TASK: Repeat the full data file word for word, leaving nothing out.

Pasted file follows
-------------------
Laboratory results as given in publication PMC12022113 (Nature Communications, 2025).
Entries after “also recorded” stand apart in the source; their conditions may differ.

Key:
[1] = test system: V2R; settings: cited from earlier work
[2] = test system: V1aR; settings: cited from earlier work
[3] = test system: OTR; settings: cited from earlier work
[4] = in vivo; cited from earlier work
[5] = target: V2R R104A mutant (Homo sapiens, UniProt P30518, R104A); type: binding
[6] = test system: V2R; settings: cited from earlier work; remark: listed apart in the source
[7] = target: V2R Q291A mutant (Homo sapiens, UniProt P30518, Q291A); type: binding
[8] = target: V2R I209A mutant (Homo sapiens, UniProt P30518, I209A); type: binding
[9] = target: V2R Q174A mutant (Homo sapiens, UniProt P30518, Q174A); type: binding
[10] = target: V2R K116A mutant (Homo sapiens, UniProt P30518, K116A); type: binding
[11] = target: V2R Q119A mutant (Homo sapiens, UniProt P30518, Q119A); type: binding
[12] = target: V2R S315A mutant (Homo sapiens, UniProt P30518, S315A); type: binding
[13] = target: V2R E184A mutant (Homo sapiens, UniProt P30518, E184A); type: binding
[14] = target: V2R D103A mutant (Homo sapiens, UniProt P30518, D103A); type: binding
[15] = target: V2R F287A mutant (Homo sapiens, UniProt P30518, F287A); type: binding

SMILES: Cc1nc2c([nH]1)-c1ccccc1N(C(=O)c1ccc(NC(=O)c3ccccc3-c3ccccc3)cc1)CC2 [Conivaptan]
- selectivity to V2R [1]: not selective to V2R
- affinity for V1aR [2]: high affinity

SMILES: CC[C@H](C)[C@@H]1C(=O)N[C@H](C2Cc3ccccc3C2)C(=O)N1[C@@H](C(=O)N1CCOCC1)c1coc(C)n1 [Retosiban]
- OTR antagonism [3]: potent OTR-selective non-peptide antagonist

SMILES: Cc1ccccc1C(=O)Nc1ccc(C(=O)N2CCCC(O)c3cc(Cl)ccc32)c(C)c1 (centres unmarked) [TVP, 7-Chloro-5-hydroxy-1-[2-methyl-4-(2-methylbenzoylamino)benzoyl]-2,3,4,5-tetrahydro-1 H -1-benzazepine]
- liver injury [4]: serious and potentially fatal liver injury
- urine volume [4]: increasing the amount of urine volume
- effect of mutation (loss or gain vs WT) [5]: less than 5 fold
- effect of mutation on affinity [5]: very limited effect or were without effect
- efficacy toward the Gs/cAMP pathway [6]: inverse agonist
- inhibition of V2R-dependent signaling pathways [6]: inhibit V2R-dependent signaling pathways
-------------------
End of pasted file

Laboratory results as given in publication PMC12022113 (Nature Communications, 2025).
Entries after “also recorded” stand apart in the source; their conditions may differ.

Key:
[1] = test system: V2R; settings: cited from earlier work
[2] = test system: V1aR; settings: cited from earlier work
[3] = test system: OTR; settings: cited from earlier work
[4] = in vivo; cited from earlier work
[5] = target: V2R R104A mutant (Homo sapiens, UniProt P30518, R104A); type: binding
[6] = test system: V2R; settings: cited from earlier work; remark: listed apart in the source
[7] = target: V2R Q291A mutant (Homo sapiens, UniProt P30518, Q291A); type: binding
[8] = target: V2R I209A mutant (Homo sapiens, UniProt P30518, I209A); type: binding
[9] = target: V2R Q174A mutant (Homo sapiens, UniProt P30518, Q174A); type: binding
[10] = target: V2R K116A mutant (Homo sapiens, UniProt P30518, K116A); type: binding
[11] = target: V2R Q119A mutant (Homo sapiens, UniProt P30518, Q119A); type: binding
[12] = target: V2R S315A mutant (Homo sapiens, UniProt P30518, S315A); type: binding
[13] = target: V2R E184A mutant (Homo sapiens, UniProt P30518, E184A); type: binding
[14] = target: V2R D103A mutant (Homo sapiens, UniProt P30518, D103A); type: binding
[15] = target: V2R F287A mutant (Homo sapiens, UniProt P30518, F287A); type: binding

SMILES: Cc1nc2c([nH]1)-c1ccccc1N(C(=O)c1ccc(NC(=O)c3ccccc3-c3ccccc3)cc1)CC2 [Conivaptan]
- selectivity to V2R [1]: not selective to V2R
- affinity for V1aR [2]: high affinity

SMILES: CC[C@H](C)[C@@H]1C(=O)N[C@H](C2Cc3ccccc3C2)C(=O)N1[C@@H](C(=O)N1CCOCC1)c1coc(C)n1 [Retosiban]
- OTR antagonism [3]: potent OTR-selective non-peptide antagonist

SMILES: Cc1ccccc1C(=O)Nc1ccc(C(=O)N2CCCC(O)c3cc(Cl)ccc32)c(C)c1 (centres unmarked) [TVP, 7-Chloro-5-hydroxy-1-[2-methyl-4-(2-methylbenzoylamino)benzoyl]-2,3,4,5-tetrahydro-1 H -1-benzazepine]
- liver injury [4]: serious and potentially fatal liver injury
- urine volume [4]: increasing the amount of urine volume
- effect of mutation (loss or gain vs WT) [5]: less than 5 fold
- effect of mutation on affinity [5]: very limited effect or were without effect
- efficacy toward the Gs/cAMP pathway [6]: inverse agonist
- inhibition of V2R-dependent signaling pathways [6]: inhibit V2R-dependent signaling pathways